3

I'm still getting started with tikzpicture. Here's the result I want to obtain with it in a automatically-fancy code

wannabe

This is what I'm up to though. I can't even get past this:

result

Here is my MWE.

\documentclass[standalone]
\usepackage{standalone}
\usepackage{pgf}
\usepackage{tikz}
\usetikzlibrary{calc}
\usetikzlibrary{positioning}

\newcommand\vectorcell[5]   {\draw[fill=#3] (#5) rectangle +(#1,#2);
                       \node[font=\sffamily\bfseries] at ($(#5)+({0.5*#1},{0.5*#2})$) {#4};
                       \node[font=\sffamily] at ($(#5)+({0.5*#1+5},{0.5*#2})$) {\texttt{threadIdx.x = }#4};
                      }
\newcommand\cell[1]       {\vectorcell{1}{1}{gray!30}{#1}}

\begin{document}

\begin{figure}
\begin{tikzpicture}[scale=0.5]%
\foreach \j in {0,1,2}%souldn't I remove the following semicolon?
    \node[font=\sffamily] at (12,4.1*\j+1.0) {\texttt{blockIdx.x = }\j};
    \foreach \i in {0,...,3}%
        \cell{\i}{0,1.1*\i+0.5};
\end{tikzpicture}
\end{figure}

\end{document}

My issue is I can't put the second foreach to work: I supposed it's the semicolon stated above. If I remove it the code doesn't compile, while if I keep it I only get one column of threads, so it sure isn't.

My questions are two:

  • How can I have tikz create one column of threadIdx.x perblockIdx.xindex?
  • How can I rotate then theblockIdx.xlabel?

On a side note, what about the curly braces? I believe with the answers above I can do it myself though.

5

\foreach can be used as \foreach \i in {0,1,2} { \foo{\i} }, where the last brace gives the scope of what is repeated for each iteration of \i. Using this we can rewrite

\foreach \j in {0,1,2}%souldn't I remove the following semicolon?
    \node[font=\sffamily] at (12,4.1*\j+1.0) {\texttt{blockIdx.x = }\j};
    \foreach \i in {0,...,3}%
        \cell{\i}{0,1.1*\i+0.5};
\end{tikzpicture}

as

\foreach \j in {0,1,2} {
    \node[font=\sffamily] at (12,4.1*\j+1.0) {\texttt{blockIdx.x = }\j};
    \foreach \i in {0,...,3} {
        \cell{\i}{0,1.1*\i+0.5};
    }
}

where now the second loop runs for each value of \j, although right now \cell{\i}{0,1.1*\i+0.5}; will just print the same thing in the same place three times, we can tell it to position the cells according to the value of \j using \cell{\i}{0,4.1*\j+1.1*\i+0.5};.

At this point we have

enter image description here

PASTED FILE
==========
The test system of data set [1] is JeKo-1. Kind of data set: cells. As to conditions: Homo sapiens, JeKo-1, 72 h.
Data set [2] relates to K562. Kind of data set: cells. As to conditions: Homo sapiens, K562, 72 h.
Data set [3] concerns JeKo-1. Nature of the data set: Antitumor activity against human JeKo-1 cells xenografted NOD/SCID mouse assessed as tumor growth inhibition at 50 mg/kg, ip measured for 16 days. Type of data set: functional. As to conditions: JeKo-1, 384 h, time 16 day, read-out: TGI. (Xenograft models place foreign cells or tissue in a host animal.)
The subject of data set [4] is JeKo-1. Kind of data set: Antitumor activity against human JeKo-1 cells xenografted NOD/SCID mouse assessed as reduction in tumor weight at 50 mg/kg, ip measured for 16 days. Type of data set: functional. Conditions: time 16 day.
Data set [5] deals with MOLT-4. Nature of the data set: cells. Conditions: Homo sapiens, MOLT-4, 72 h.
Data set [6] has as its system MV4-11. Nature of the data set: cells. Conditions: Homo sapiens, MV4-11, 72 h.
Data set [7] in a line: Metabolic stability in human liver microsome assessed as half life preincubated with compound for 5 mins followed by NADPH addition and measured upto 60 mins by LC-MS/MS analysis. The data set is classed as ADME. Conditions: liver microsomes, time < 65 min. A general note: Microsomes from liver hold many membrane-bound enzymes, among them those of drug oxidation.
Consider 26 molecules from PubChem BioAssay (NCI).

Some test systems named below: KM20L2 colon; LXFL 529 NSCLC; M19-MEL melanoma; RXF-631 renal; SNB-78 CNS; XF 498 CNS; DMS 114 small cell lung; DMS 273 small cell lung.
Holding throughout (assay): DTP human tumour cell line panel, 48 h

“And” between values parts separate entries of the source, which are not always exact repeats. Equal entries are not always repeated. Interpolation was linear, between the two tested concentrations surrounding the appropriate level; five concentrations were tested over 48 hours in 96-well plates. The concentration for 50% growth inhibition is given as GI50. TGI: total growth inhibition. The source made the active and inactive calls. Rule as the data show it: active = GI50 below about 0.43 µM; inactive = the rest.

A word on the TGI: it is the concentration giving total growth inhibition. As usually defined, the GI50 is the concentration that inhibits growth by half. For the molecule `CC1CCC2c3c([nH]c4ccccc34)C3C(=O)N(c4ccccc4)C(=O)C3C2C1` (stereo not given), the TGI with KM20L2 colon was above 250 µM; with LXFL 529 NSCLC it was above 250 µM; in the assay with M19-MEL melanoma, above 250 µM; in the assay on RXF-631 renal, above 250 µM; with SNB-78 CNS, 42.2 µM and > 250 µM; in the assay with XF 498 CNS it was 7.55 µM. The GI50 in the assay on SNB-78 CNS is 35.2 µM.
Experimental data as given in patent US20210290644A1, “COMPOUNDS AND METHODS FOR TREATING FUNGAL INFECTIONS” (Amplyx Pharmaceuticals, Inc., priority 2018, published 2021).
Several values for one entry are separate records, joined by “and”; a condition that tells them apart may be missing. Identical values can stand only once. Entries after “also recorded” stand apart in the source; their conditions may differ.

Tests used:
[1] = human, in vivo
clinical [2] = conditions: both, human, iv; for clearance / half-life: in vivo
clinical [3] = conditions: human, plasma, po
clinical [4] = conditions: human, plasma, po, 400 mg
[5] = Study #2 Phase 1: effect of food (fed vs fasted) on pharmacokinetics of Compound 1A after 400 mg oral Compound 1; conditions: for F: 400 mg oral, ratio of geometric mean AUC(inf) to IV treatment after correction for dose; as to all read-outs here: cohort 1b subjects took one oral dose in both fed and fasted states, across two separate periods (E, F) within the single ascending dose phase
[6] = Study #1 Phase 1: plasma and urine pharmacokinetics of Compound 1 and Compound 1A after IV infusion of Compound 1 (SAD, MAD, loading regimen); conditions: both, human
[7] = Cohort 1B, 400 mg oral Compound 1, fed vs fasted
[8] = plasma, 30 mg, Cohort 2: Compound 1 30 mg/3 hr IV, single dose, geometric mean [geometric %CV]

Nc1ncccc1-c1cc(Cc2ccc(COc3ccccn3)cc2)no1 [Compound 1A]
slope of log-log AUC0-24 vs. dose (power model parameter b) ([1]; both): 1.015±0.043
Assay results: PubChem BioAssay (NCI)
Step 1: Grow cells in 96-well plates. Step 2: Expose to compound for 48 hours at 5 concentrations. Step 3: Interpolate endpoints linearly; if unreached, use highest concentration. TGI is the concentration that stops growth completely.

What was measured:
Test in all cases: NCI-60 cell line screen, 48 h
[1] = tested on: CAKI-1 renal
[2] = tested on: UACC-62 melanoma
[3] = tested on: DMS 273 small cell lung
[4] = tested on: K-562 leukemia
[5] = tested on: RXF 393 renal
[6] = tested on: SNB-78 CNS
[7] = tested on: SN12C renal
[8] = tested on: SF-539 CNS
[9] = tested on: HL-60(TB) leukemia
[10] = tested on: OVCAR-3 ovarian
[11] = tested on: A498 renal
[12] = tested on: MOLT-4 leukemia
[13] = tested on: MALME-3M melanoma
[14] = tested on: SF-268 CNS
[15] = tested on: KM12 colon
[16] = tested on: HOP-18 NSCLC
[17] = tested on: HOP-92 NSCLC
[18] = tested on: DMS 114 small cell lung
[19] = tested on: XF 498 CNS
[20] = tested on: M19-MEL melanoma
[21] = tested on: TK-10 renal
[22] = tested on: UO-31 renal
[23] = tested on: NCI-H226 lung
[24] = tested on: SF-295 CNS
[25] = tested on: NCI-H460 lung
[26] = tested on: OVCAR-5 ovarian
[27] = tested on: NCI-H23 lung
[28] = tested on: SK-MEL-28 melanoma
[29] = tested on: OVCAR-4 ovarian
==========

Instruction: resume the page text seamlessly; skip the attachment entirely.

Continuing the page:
so we can see that the \foreach parts of the code are running as intended (although spacing needs a bit of adjustment).

Using Jake's answer to Draw Curly Braces in TikZ we can then add the braces along with passing the rotate=-90 option to the node to get close to the intended diagram.

enter image description here

(I misread the diagram when doing this part so there's a correction added below)

Finally though the "thread" labels are only following the \i index. In order to do the necessary maths we need to change \vectorcell replacing #4 in the definition with \pgfmathparse{int(#4)}\pgfmathresult will give the integer value of the first argument given to \cell so we can now do maths there. Finally to get ascending numbers as we go down, the easiest way (one could re-work some of the code instead...) is simply to pass [yshift=-1] as an option to the tikzpicture environment (this necessitates removal of the mirror option passed to the braces).

Thus we have

enter image description here

Produced from

\documentclass[tikz]{standalone}
\usetikzlibrary{calc,decorations.pathreplacing,positioning}

\newcommand\vectorcell[5]{\draw[fill=#3] (#5) rectangle +(#1,#2);
                       \node[font=\sffamily\bfseries] at ($(#5)+({0.5*#1},{0.5*#2})$) {\pgfmathparse{int(#4)}\pgfmathresult};
                       \node[font=\sffamily] at ($(#5)+({0.5*#1+5},{0.5*#2})$) {\texttt{threadIdx.x = }\pgfmathparse{int(#4)}\pgfmathresult};
                      }
\newcommand\cell[2]{\vectorcell{1}{1}{gray!30}{#1}{#2}}

\begin{document}
\begin{tikzpicture}[scale=0.5,yscale=-1]
\foreach \j in {0,1,2}{
    \draw [decorate,decoration={brace,amplitude=10pt,raise=4pt},yshift=0pt] (8.5,6*\j+0.5) -- (8.5,6*\j+4.8) node [black,midway,xshift=0.8cm,rotate=-90] {\texttt{blockIdx.x = }\j};
    \foreach \i in {0,...,3}{
        \cell{\i+4*\j}{0,6*\j+1.1*\i+0.5};
    }
}
\end{tikzpicture}
\end{document}

(More of an aside: I don't understand why you have \newcommand\cell[1]{\vectorcell{1}{1}{gray!30}{#1}} when \vectorcell takes five mandatory arguments, \newcommand\cell[2]{\vectorcell{1}{1}{gray!30}{#1}{#2}} makes more sense to me, so I've changed to that above.)


Ok, so the labelling grey blocks should follow 4*\j+\i while the thread numbers should only follow \i. Given the \cell macro is only called once, probably the simplest way for now is to just "unpack" it and place it all directly in the foreach macros as

\documentclass[tikz]{standalone}
\usetikzlibrary{calc,decorations.pathreplacing,positioning}

\begin{document}
\begin{tikzpicture}[scale=0.5,yscale=-1]
\foreach \j in {0,1,2}{
    \draw [decorate,decoration={brace,amplitude=10pt,raise=4pt},yshift=0pt] (8.5,6*\j+0.5) -- (8.5,6*\j+4.8) node [black,midway,xshift=0.8cm,rotate=-90] {\texttt{blockIdx.x = }\j};
    \foreach \i in {0,...,3}{
        \draw[fill=gray!30] (0,6*\j+1.1*\i+0.5) rectangle +(1,1);
        \node[font=\sffamily\bfseries] at ($(0,6*\j+1.1*\i+0.5)+(0.5,0.5)$) {\pgfmathparse{int(4*\j+\i)}\pgfmathresult};
        \node[font=\sffamily] at ($(0,6*\j+1.1*\i+0.5)+(5.5,0.5)$) {\texttt{threadIdx.x = }\pgfmathparse{int(\i)}\pgfmathresult};
    }
}
\end{tikzpicture}
\end{document}

enter image description here

where \i alone is used to label the threads and 4*\j+\i is used for the blocks.